And that was it! A big hit in our house, too. It would have done well with spinach, too. Or even steamed broccoli.

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A veg-tastic dinner: Braised kale, leeks and chickpeas AND Mast-o-khiar with sauteed beets

We are heading to the east coast to visit my folks on Saturday so I am trying to clear out my fridge before we go, using up the fresh veg.

This recipe caught my eye when searching for kale and leek combos. I had three huge leeks in my fridge and had some kale left over from the farmer’s market from TWO weeks ago. I would hate for that deliciousness to go to waste. A variation, I knew, of this recipe would fit my needs perfectly…but would it need a protein? Would hubs eat chickpeas not mashed up like hummus? Would I need another side? It looked filling…but enough to be a whole meal?

Just in case it wasn’t, I added in what was planned to be roasted beets with maast-o-khiar (aka, cucumbers and dill in yoghurt). “Planned to be” because we had a slight mishap last night with the oven. Our truly lovely au pair was helping put away clean dishes the other night (love her) and put our plastic grilling prep pan in the oven thinking it was a roasting pan. I had no idea and preheated the oven. Et voila!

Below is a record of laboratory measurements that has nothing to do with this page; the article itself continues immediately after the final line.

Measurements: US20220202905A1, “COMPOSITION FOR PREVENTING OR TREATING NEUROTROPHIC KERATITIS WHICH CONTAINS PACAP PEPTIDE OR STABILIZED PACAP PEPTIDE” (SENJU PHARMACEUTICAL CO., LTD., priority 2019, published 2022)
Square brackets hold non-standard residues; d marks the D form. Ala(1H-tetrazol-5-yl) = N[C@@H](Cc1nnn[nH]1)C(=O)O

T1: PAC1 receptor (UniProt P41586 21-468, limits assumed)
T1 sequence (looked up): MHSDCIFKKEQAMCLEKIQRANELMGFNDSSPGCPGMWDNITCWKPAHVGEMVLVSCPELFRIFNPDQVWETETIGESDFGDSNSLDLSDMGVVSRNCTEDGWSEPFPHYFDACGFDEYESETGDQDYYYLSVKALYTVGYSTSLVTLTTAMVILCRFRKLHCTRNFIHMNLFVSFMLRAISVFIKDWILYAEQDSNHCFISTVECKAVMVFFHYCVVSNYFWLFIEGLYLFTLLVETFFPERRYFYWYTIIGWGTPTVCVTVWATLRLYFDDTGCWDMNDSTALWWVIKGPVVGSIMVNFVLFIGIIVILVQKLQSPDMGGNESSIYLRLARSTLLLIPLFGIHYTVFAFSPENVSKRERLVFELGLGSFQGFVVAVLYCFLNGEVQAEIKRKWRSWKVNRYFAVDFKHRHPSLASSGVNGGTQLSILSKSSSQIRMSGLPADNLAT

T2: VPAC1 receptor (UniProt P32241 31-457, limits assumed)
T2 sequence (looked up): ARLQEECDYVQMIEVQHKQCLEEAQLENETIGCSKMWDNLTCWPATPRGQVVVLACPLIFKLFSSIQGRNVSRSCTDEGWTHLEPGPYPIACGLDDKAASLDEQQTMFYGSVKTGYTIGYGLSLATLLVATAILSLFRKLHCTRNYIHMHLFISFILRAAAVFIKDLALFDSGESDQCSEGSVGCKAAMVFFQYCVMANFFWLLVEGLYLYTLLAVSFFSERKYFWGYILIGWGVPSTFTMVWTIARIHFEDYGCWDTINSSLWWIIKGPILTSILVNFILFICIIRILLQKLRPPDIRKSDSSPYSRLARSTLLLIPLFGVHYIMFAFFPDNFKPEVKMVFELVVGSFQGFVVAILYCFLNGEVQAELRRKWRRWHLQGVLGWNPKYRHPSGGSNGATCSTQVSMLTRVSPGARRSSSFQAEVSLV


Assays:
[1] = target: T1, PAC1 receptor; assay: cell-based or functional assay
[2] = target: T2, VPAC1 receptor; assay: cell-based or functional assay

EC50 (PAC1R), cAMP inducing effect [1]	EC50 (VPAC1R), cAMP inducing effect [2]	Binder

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Obviously no beets would be oven roasted last night. After opening up every window and door in the house to air out the noxious fumes, I continued on with my meal prep, changing direction on the secondary salad. 

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It was a bit chilly last night (by Northern California standards) so didn’t want to grill the beets…how else to use up this GORGEOUS, gorgeous veg?? SAUTE! I would slice them very thinly and salt and saute them. This was a super quick fix and I think that I may do these more often. They were sweet and crispy and would be a fantastic topping to a LOT of different dishes. Next time I did this though, I would probably get bigger beets (less to peel) and make them more like 1 inch strips…almost like an onion topper. OOOH! With crispy onions next time, too! THAT WOULD BE AWESOME! okay, onward.

Braised Kale, Leeks and Chickpeas

  • one bunch of kale (de-stemmed and chopped into bite size pieces)
  • one can of chickpeas (14 oz and drained)
  • 3 large leeks (the whites and light green parts, cut across the grain into rings and separated
  • 1/4 cup of chicken stock/broth
  • olive oil
  • pat of butter
  • salt/pepper
  • tablespoon of paprika
  • red bell pepper…fresh, cut into rings
  • feta

Sauteed Beets and Maast-o-Khiar